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Author: synchronicity Big funky green star, 20000 posts Top Favorite Fools Old School Fool Add to my Favorite Fools Ignore this person (you won't see their posts anymore) Number: of 121095  
Subject: Re: Calculating Tax Basis on Mergers and Spin-of Date: 4/7/1998 11:28 PM
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The quick answer is that it differs for every merger/spin-off. Many mergers are non-taxable, in which case you allocate the cost basis in some ways to your new shares, but some mergers aren't, in which case you might be considered to have sold your old shares to receive the new. Looking at your examples:

A) 100 shares of V (1000 cost) exchanged for 300 shares of W. IF (big if) this is a non-taxable exchange, then you'd probably carry-over your cost basis from your old shares to your new (300 shares with 1000 cost). You'd also carry over the old holding period to the new stock. If a taxable exchange, then it could be considered a sale of the old stock in exchange for the new at FMV, and you DON'T carry over the holding period.

B) 100 shares of Y, there's a spin-off, and you get 25 shares of Z. If non-taxable, this is essentially GM/Raytheon, where you allocate a percentage of your old cost to the new shares (% differs depending on FMV's of the stocks involved)and carryover the holding period. If taxable, then the receipt of the new shares could be considered dividend income to the extent of FMV of the new shares.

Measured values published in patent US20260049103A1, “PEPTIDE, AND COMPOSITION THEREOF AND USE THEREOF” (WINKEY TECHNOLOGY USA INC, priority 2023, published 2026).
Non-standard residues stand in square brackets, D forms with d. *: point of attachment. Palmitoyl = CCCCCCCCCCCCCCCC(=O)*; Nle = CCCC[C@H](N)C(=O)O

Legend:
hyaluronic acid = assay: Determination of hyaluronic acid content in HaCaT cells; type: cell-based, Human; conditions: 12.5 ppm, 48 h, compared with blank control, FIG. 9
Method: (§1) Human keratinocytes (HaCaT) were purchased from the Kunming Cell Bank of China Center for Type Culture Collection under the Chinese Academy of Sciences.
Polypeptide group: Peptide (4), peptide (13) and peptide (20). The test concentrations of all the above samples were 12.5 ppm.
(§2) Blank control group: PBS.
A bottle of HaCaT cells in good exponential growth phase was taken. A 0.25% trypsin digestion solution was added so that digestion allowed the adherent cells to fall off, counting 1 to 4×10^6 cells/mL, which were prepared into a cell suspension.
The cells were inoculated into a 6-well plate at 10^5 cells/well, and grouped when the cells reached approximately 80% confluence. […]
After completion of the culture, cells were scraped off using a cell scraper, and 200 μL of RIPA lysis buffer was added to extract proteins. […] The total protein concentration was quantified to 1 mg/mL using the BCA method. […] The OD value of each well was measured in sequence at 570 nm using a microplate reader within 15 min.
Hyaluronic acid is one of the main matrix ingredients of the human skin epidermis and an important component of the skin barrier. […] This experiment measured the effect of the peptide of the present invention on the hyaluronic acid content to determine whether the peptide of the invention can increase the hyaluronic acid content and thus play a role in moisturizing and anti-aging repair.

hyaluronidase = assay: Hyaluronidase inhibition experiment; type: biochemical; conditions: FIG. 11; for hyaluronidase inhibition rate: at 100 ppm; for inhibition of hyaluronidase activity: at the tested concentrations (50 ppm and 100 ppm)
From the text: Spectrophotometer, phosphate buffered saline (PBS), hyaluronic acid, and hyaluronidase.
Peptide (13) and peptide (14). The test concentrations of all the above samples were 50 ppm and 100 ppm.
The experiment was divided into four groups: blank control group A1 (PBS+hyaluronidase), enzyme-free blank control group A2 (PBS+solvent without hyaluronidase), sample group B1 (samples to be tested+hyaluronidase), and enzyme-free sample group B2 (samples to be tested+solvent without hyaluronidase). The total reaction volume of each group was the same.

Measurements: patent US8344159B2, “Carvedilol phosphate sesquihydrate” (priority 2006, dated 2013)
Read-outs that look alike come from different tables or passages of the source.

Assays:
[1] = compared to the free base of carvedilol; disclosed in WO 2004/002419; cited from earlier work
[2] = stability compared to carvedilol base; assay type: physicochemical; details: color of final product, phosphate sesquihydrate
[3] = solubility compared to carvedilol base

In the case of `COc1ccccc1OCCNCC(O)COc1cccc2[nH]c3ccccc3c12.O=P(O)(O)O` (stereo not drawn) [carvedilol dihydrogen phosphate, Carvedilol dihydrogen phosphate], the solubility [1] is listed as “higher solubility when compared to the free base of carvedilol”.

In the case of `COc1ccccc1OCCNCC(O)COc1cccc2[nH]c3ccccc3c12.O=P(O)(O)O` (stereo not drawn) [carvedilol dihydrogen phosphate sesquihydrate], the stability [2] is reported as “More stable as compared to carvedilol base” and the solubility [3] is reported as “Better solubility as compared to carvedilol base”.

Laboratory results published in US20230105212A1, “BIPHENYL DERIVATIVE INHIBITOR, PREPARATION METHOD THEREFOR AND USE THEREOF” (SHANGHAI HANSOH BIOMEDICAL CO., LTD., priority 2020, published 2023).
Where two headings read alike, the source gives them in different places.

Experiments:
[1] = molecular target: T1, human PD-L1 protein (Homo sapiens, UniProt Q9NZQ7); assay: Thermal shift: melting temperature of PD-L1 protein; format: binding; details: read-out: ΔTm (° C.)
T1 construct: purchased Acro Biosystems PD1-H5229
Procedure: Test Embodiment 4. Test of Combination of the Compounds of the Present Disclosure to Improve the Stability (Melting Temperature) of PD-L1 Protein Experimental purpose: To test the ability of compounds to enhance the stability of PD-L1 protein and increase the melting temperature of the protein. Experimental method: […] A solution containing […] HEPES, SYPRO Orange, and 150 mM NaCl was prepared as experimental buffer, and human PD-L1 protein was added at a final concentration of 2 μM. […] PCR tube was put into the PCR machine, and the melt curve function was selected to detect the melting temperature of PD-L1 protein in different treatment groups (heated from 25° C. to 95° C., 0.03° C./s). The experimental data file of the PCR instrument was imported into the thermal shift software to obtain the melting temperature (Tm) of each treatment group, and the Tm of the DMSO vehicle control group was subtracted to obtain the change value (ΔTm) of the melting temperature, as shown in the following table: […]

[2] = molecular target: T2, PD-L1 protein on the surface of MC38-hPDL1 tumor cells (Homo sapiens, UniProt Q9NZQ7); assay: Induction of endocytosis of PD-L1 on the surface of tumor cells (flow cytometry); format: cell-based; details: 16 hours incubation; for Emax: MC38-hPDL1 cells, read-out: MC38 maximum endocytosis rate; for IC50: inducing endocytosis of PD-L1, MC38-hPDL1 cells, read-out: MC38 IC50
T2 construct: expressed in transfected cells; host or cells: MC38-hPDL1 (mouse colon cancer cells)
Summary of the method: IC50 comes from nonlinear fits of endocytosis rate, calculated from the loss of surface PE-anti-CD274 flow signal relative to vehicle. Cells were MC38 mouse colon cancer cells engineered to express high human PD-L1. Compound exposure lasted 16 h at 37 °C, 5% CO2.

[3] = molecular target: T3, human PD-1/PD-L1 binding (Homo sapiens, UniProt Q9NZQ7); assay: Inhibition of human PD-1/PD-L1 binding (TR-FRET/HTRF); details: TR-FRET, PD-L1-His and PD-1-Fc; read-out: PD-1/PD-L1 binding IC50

There are some other possible results, which is why you should find out the tax treatment for your particular merger.

As for finding out the tax treatment of these exchanges, check with the company (either at their website or by phone. Hey, you're a shareholder, you need to know the info, the company should tell you!). Your broker may also tell you the tax consequences. There are also a number of services that publish the tax treament for all these exchanges (CCH is one), but they all cost money (I work at a financial institution and we get CCH on-line, but then we have to do these darn basis calculations every day).

And speaking of basis calculations: I have several excel spreadsheets that can calculate the cost adjustments for all types of mergers and spinoffs (including ones that are taxable to the extent of cash received ('boot'). If any Fools out there could find them useful, let me know. (Need Excel 5.0 or better)

-synchronicity
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